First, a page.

The Madhya Pradesh (MP) Assembly, on Monday, March 8, passed the Freedom of Religion Bill, 2021, which is also called the 'love-jihad' bill. The bill aims to check religious conversions, penalise religious conversion through marriage or any other fraudulent means, and provides for a prison sentence of up to 10 years.
After passing of the bill, the MP home minister Narottam Mishra said, "Such form of love which leads to jihad, hurts sentiments and puts our daughters at risk, we are against all of it. This bill was cleared by the House on Women's Day and we are very happy about it," reported The Indian Express.
This new Freedom of Religion Bill, 2021, was passed in the MP assembly with a voice vote and after the law was passed, chants of 'Jai Shree Ram' overtook the assembly hall.
The opposition party Congress strongly opposed the bill in the assembly. Senior Congres leader Dr Govind Singh said that Narottam Mishra introduced the bill in the assembly to come in the good books of Union Home Minister Amit Shah.
Raising questions on the new bill, Govind Singh said, "Does the Article 21 of the constitution that guarantees personal freedom and liberty and Article 25 that guarantees a person the freedom of choosing the religion of his own will not be violated according to this law?"
In reply to the comment made by the Congress leader, Narottam Mishra said, "I am saddened, how Congress has opposed the bill on the day that marks International Women's Day."
"Congress is only playing politics of appeasement and spreading misinformation," added Mishra.
BJP MLA Yashpal Singh Sisodia emphasised the need for the law and said, "In today's age of social media, a Rafiq identifies himself as Ravi, befriends a girl and gets married in a court until which the innocent girl does not realise how she had been tricked but now new law prohibits religious conversion through fraudulent means."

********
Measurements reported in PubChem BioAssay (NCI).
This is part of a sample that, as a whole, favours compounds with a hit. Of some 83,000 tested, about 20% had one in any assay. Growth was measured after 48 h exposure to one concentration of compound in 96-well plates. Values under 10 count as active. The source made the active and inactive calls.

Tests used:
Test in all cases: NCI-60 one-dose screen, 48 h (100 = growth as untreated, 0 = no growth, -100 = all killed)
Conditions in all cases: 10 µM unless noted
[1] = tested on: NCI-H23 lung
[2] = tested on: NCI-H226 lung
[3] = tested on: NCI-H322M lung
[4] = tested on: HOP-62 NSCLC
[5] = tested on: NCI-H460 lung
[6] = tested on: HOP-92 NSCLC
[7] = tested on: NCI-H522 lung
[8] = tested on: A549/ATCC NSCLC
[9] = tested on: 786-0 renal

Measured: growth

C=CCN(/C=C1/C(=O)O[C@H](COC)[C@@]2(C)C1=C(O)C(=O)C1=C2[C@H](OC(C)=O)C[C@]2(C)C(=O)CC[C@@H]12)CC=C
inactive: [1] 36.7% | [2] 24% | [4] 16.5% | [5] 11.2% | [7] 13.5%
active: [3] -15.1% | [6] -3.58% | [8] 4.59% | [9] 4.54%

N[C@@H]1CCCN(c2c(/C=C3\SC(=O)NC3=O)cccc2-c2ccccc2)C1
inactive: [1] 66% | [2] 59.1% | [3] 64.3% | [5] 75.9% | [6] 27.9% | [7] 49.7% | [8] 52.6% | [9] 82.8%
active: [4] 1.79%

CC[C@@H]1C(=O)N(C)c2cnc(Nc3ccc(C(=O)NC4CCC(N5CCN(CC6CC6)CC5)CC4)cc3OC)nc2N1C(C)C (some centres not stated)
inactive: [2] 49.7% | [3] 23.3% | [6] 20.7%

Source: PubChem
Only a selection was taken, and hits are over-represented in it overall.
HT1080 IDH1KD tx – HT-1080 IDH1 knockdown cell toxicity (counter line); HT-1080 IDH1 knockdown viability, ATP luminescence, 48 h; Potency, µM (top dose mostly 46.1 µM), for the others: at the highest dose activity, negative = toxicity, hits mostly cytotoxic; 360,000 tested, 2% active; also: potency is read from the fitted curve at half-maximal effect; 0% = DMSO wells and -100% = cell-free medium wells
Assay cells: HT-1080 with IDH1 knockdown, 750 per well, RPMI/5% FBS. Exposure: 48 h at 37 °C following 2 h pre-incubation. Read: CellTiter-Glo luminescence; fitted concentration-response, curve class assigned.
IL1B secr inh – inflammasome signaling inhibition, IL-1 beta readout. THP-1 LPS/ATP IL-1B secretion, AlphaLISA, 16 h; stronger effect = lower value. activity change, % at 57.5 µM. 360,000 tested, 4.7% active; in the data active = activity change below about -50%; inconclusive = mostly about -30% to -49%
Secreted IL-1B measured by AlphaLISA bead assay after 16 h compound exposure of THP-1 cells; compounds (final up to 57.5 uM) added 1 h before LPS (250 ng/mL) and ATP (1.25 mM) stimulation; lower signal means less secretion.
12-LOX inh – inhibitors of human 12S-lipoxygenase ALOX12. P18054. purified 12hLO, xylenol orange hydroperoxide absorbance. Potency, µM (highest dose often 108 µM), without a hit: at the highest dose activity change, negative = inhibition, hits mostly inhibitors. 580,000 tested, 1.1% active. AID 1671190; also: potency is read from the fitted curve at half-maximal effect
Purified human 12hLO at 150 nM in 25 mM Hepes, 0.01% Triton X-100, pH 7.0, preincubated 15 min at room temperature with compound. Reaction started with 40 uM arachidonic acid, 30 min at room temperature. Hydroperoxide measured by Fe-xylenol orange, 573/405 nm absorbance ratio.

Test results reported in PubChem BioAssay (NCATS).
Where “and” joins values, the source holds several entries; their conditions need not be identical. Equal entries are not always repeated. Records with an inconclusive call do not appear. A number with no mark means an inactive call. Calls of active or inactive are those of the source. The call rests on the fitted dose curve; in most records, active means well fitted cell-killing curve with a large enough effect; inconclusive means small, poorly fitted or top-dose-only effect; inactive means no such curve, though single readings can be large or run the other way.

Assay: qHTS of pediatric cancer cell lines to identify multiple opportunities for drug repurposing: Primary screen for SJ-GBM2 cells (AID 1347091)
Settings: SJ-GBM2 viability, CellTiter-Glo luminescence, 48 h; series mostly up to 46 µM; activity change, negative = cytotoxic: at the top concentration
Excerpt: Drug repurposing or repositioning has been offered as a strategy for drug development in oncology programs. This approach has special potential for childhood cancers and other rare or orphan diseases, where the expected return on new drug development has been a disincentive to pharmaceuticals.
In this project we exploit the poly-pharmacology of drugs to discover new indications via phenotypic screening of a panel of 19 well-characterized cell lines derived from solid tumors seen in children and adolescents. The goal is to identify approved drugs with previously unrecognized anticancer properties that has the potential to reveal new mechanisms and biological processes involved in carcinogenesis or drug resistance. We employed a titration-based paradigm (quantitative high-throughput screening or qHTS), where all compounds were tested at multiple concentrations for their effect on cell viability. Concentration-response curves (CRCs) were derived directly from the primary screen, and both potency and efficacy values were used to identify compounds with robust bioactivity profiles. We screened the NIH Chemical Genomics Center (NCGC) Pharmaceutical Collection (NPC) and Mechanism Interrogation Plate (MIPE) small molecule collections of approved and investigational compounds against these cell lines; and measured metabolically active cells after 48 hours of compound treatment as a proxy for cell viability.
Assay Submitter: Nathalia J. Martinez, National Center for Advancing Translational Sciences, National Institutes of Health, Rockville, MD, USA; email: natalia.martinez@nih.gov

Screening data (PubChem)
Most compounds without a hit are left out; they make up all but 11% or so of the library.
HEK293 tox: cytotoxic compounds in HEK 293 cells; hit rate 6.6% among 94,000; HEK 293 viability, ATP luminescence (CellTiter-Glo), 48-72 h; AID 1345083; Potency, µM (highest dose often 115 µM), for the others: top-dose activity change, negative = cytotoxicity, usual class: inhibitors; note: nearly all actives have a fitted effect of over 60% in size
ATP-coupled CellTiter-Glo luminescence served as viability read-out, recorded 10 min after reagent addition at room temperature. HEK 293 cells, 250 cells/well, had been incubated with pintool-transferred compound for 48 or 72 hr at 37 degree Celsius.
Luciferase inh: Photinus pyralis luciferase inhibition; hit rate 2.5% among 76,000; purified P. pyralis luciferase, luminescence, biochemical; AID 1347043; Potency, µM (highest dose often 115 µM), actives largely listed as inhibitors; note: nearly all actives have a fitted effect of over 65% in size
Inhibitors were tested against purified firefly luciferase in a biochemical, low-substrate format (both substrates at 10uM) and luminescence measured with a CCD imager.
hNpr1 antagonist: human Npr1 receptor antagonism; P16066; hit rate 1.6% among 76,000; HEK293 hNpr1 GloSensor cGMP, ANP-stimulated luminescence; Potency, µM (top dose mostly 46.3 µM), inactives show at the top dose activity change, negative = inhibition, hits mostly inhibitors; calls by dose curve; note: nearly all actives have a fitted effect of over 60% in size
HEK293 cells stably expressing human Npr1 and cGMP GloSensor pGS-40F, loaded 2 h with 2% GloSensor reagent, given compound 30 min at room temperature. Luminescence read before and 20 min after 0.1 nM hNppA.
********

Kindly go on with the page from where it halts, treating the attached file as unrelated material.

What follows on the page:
This new bill also provides for a fine of up to ₹1 lakh.
The Logical Indian Take
Just like the Parliament, which reflects the secular ethos of the country, state assemblies are the places that also reflect the secular ethos.
India is a country of several religions where people follow their religions according to their faith, and the Indian constitution gives people freedom to follow any religion that they find best for them.
As the Members of Parliament and Members of Legislative Assembly are also citizens of the country, they are allowed to follow their religion and practices. But, when these public representatives come under the roof of Parliament or the State Assembly, they have to leave their personal faith and religious biases, and be 'secular'.
Any kind of religious biases in these institutions sends out a signal among the citizens of the country which highlights that the state is not secular anymore which violates the constitution of India.
Strict action should be taken by the speaker against those who chanted religious slogan inside the Madhya Pradesh assembly.